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Medication for eating disorders blog 2: Will medication change me?

By Deborah Etienne-Ward

This second article in the Medications for Eating Disorders series aims to address the common concern of:

pic1“Will medications make me feel spaced out?”… “Will I still be myself?”

One of the largest concerns that people often have about taking psychotropic medication is a fear that they will get a foggy mind, feel spaced out, lose their personality, and have a lack of interest in enjoyed activities. Many are concerned that these effects will impact their social and occupational functioning.

All of these concerns fall under the side effect of sedation. Although it does not occur for everyone, sedation is a possible side effect associated with the use of anti-psychotics (Muench, & Hamer, 2010), and benzodiazepines (Buffett-Jerrott, & Stewart, 2002).

As was mentioned in the first blog of the medication series, anti-psychotics and benzodiazepines are generally only prescribed to people with eating disorders if they have Anorexia Nervosa. Specifically, antipsychotics are often used to reduce: obsessive-compulsive thoughts, aggression, persistence, and interpersonal distrust (Brewerton, 2012). Benzodiazepines can be useful to decrease anxiety around re-feeding (Kruger & Kennedy, 2000).

pic2Although sedation is a valid concern about the use of psychotropic medication, the problem is that regardless of whether people are taking psychotropic medications or not, Anorexia Nervosa can, and if not treated will impact on one’s social and occupational functioning. Moreover, due to pre-occupation with weight and shape, Anorexia Nervosa does also lead people to lose interest in previously enjoyed activities.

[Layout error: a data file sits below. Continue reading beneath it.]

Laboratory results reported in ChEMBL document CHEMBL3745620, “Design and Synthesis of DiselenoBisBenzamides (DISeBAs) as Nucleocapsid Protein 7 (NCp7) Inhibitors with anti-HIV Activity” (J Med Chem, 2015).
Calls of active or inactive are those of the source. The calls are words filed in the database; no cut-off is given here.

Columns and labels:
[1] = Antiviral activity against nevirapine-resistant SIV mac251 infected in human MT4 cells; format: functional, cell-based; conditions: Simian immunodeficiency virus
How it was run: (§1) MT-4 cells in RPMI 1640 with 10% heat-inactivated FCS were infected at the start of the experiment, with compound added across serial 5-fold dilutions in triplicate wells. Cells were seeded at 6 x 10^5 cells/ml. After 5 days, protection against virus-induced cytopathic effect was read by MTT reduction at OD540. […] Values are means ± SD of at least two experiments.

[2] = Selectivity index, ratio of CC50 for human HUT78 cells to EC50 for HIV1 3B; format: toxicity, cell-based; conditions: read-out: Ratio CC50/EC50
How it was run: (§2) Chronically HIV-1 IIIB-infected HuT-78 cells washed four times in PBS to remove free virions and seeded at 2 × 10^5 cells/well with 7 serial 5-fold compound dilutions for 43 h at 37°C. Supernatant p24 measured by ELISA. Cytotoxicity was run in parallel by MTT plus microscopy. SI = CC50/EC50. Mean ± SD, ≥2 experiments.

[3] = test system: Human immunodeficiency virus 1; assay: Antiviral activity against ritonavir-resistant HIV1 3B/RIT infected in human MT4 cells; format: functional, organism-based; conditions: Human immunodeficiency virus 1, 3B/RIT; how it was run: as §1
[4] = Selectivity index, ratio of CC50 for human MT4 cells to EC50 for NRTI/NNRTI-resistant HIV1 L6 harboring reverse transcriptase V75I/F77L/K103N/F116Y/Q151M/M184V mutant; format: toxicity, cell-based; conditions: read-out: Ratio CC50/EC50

Therefore, if these medications can help you recover from Anorexia Nervosa they may actually provide more benefit than harm, in that recovery will allow you to re-connect with your previously enjoyed activities and allow you to function at work/school and socialise with family and friends. According to BodyMatters Psychologist and Director Sarah McMahon, whilst many people are initially reluctant to try psychotropic medication they do not regret it as they often report that the benefits of medication far outweigh the side effects.

Disclaimer: The information provided in this article is general only and individual advice regarding psychotropic medication should be sought from your GP or psychiatrist.

References:

Brewerton, T.D., Antipsychotic Agents in the Treatment of Anorexia Nervosa: Neuropsychpharmacologic Rationale and Evidence from Controlled Trials. Current Psychiatry Reports. 14, 398-405.

Buffett-Jerrott, S.E., & Stewart, .H. (2002). Cognitive and Sedative Effects of Benzodiazepine Use. Current Pharmaceutical Design, 8, 45-58. doi: 10.2174/1381612023396654

Kruger, S., & Kennedy, S.H. (2000). Psychopharmacotherapy of anorexia nervosa, bulimia nervosa and binge-eating disorder. Journal of Psychiatry and Neuroscience, 25(5), 497-508.

Muench, J. & Hamer, A.M. (2010).Adverse Effects of Antipsychotic Medications. American Family Physician, 81(5), 617-622.

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